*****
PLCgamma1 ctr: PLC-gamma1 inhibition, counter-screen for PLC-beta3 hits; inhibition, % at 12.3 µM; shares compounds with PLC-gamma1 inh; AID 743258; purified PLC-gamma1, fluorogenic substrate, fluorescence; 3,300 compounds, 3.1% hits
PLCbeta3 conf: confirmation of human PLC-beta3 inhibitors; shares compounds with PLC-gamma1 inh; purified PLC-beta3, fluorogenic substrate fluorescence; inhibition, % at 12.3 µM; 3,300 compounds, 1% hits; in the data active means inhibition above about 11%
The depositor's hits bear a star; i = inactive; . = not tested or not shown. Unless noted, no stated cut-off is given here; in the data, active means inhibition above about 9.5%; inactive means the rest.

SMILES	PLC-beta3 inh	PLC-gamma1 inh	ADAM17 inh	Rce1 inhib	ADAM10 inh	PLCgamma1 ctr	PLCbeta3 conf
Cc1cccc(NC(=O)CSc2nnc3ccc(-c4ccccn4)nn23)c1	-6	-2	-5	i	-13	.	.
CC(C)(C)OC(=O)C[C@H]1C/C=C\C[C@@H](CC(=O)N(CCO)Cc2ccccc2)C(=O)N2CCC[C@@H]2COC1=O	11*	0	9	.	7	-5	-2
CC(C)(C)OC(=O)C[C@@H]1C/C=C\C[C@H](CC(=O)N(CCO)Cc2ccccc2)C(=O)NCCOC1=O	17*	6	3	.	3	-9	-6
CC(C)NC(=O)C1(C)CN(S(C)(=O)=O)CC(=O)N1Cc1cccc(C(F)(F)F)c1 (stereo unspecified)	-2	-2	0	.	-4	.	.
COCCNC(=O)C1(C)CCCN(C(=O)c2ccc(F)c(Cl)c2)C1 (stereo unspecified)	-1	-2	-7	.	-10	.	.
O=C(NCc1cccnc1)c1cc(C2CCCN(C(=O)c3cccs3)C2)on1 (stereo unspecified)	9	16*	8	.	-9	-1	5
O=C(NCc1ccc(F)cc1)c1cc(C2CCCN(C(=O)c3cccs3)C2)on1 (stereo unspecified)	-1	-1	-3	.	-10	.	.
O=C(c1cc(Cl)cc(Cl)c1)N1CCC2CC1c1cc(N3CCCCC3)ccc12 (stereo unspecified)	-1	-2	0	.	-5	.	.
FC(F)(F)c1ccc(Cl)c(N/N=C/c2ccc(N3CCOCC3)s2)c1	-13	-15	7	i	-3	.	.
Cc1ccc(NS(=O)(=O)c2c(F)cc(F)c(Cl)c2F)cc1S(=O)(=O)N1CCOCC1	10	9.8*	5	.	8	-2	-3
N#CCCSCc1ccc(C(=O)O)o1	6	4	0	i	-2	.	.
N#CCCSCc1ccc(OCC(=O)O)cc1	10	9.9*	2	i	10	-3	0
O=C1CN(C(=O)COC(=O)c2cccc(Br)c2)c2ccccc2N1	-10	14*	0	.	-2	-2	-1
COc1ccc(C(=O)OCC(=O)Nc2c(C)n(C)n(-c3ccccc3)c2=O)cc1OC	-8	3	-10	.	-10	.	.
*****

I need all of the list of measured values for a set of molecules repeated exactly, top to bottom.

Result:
PLCgamma1 ctr: PLC-gamma1 inhibition, counter-screen for PLC-beta3 hits; inhibition, % at 12.3 µM; shares compounds with PLC-gamma1 inh; AID 743258; purified PLC-gamma1, fluorogenic substrate, fluorescence; 3,300 compounds, 3.1% hits
PLCbeta3 conf: confirmation of human PLC-beta3 inhibitors; shares compounds with PLC-gamma1 inh; purified PLC-beta3, fluorogenic substrate fluorescence; inhibition, % at 12.3 µM; 3,300 compounds, 1% hits; in the data active means inhibition above about 11%
The depositor's hits bear a star; i = inactive; . = not tested or not shown. Unless noted, no stated cut-off is given here; in the data, active means inhibition above about 9.5%; inactive means the rest.

SMILES	PLC-beta3 inh	PLC-gamma1 inh	ADAM17 inh	Rce1 inhib	ADAM10 inh	PLCgamma1 ctr	PLCbeta3 conf
Cc1cccc(NC(=O)CSc2nnc3ccc(-c4ccccn4)nn23)c1	-6	-2	-5	i	-13	.	.
CC(C)(C)OC(=O)C[C@H]1C/C=C\C[C@@H](CC(=O)N(CCO)Cc2ccccc2)C(=O)N2CCC[C@@H]2COC1=O	11*	0	9	.	7	-5	-2
CC(C)(C)OC(=O)C[C@@H]1C/C=C\C[C@H](CC(=O)N(CCO)Cc2ccccc2)C(=O)NCCOC1=O	17*	6	3	.	3	-9	-6
CC(C)NC(=O)C1(C)CN(S(C)(=O)=O)CC(=O)N1Cc1cccc(C(F)(F)F)c1 (stereo unspecified)	-2	-2	0	.	-4	.	.
COCCNC(=O)C1(C)CCCN(C(=O)c2ccc(F)c(Cl)c2)C1 (stereo unspecified)	-1	-2	-7	.	-10	.	.
O=C(NCc1cccnc1)c1cc(C2CCCN(C(=O)c3cccs3)C2)on1 (stereo unspecified)	9	16*	8	.	-9	-1	5
O=C(NCc1ccc(F)cc1)c1cc(C2CCCN(C(=O)c3cccs3)C2)on1 (stereo unspecified)	-1	-1	-3	.	-10	.	.
O=C(c1cc(Cl)cc(Cl)c1)N1CCC2CC1c1cc(N3CCCCC3)ccc12 (stereo unspecified)	-1	-2	0	.	-5	.	.
FC(F)(F)c1ccc(Cl)c(N/N=C/c2ccc(N3CCOCC3)s2)c1	-13	-15	7	i	-3	.	.
Cc1ccc(NS(=O)(=O)c2c(F)cc(F)c(Cl)c2F)cc1S(=O)(=O)N1CCOCC1	10	9.8*	5	.	8	-2	-3
N#CCCSCc1ccc(C(=O)O)o1	6	4	0	i	-2	.	.
N#CCCSCc1ccc(OCC(=O)O)cc1	10	9.9*	2	i	10	-3	0
O=C1CN(C(=O)COC(=O)c2cccc(Br)c2)c2ccccc2N1	-10	14*	0	.	-2	-2	-1
COc1ccc(C(=O)OCC(=O)Nc2c(C)n(C)n(-c3ccccc3)c2=O)cc1OC	-8	3	-10	.	-10	.	.